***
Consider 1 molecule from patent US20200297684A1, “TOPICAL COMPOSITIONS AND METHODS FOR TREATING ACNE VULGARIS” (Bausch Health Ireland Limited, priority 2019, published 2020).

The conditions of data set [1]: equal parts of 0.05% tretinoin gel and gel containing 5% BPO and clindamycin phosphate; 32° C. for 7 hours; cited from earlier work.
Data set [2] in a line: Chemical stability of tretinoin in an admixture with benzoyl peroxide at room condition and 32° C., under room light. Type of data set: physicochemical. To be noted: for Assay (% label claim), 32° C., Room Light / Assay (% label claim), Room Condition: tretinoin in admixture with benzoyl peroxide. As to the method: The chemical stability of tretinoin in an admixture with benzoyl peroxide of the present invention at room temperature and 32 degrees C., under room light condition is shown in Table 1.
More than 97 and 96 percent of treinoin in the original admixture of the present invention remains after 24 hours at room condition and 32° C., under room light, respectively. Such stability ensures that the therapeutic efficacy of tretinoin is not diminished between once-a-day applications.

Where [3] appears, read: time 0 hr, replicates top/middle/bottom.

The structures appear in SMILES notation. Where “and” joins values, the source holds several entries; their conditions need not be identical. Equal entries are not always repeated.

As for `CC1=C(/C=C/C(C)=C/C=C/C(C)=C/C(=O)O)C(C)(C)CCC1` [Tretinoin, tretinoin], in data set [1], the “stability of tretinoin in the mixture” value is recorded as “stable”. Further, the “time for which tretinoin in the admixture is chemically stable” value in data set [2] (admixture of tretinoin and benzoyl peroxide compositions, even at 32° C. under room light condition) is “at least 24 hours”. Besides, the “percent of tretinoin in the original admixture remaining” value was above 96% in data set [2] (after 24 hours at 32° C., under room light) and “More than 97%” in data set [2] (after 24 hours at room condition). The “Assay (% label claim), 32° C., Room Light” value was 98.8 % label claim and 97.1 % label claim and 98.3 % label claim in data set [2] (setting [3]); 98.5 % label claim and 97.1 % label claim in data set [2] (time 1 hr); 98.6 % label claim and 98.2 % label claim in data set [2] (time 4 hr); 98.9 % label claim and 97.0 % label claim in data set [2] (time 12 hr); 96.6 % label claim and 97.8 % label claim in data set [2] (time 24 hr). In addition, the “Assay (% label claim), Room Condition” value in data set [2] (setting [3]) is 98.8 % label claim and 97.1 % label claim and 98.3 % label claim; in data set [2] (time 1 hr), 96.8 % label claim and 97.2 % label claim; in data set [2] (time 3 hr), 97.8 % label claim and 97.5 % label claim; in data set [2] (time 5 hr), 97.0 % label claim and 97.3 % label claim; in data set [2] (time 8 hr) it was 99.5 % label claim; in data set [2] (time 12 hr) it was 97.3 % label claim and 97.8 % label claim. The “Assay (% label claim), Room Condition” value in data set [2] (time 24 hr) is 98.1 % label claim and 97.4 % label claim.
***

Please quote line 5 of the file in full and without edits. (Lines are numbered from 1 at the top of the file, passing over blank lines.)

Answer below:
Where [3] appears, read: time 0 hr, replicates top/middle/bottom.